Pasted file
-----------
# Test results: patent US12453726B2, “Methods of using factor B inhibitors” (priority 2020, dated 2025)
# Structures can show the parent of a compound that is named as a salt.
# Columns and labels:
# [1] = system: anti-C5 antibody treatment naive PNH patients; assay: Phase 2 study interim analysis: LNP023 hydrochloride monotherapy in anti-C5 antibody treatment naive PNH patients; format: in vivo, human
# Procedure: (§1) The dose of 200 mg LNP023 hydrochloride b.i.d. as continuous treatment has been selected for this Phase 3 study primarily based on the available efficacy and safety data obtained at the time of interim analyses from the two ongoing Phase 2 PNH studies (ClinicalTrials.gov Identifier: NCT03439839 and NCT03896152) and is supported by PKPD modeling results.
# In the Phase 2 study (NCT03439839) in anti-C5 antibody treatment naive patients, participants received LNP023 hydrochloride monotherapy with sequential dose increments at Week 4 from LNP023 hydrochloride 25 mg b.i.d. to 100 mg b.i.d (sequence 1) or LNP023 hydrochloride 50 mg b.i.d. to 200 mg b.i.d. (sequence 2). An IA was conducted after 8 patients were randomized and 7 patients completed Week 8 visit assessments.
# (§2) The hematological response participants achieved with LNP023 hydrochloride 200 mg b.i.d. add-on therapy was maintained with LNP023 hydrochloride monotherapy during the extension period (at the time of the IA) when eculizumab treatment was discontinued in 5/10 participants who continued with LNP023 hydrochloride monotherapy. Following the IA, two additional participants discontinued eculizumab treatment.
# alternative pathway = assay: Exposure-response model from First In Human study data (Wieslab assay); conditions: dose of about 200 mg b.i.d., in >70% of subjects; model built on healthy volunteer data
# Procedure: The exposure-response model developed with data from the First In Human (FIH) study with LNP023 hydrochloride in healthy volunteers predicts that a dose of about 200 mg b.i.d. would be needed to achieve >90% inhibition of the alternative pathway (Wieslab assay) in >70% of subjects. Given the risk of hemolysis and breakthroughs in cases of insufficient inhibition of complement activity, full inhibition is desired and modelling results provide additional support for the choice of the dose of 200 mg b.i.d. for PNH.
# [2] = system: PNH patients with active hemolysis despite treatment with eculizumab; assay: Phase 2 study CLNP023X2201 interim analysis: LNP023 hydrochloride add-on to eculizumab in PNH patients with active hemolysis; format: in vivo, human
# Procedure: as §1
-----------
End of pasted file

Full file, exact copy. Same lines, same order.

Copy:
# Test results: patent US12453726B2, “Methods of using factor B inhibitors” (priority 2020, dated 2025)
# Structures can show the parent of a compound that is named as a salt.
# Columns and labels:
# [1] = system: anti-C5 antibody treatment naive PNH patients; assay: Phase 2 study interim analysis: LNP023 hydrochloride monotherapy in anti-C5 antibody treatment naive PNH patients; format: in vivo, human
# Procedure: (§1) The dose of 200 mg LNP023 hydrochloride b.i.d. as continuous treatment has been selected for this Phase 3 study primarily based on the available efficacy and safety data obtained at the time of interim analyses from the two ongoing Phase 2 PNH studies (ClinicalTrials.gov Identifier: NCT03439839 and NCT03896152) and is supported by PKPD modeling results.
# In the Phase 2 study (NCT03439839) in anti-C5 antibody treatment naive patients, participants received LNP023 hydrochloride monotherapy with sequential dose increments at Week 4 from LNP023 hydrochloride 25 mg b.i.d. to 100 mg b.i.d (sequence 1) or LNP023 hydrochloride 50 mg b.i.d. to 200 mg b.i.d. (sequence 2). An IA was conducted after 8 patients were randomized and 7 patients completed Week 8 visit assessments.
# (§2) The hematological response participants achieved with LNP023 hydrochloride 200 mg b.i.d. add-on therapy was maintained with LNP023 hydrochloride monotherapy during the extension period (at the time of the IA) when eculizumab treatment was discontinued in 5/10 participants who continued with LNP023 hydrochloride monotherapy. Following the IA, two additional participants discontinued eculizumab treatment.
# alternative pathway = assay: Exposure-response model from First In Human study data (Wieslab assay); conditions: dose of about 200 mg b.i.d., in >70% of subjects; model built on healthy volunteer data
# Procedure: The exposure-response model developed with data from the First In Human (FIH) study with LNP023 hydrochloride in healthy volunteers predicts that a dose of about 200 mg b.i.d. would be needed to achieve >90% inhibition of the alternative pathway (Wieslab assay) in >70% of subjects. Given the risk of hemolysis and breakthroughs in cases of insufficient inhibition of complement activity, full inhibition is desired and modelling results provide additional support for the choice of the dose of 200 mg b.i.d. for PNH.
# [2] = system: PNH patients with active hemolysis despite treatment with eculizumab; assay: Phase 2 study CLNP023X2201 interim analysis: LNP023 hydrochloride add-on to eculizumab in PNH patients with active hemolysis; format: in vivo, human
# Procedure: as §1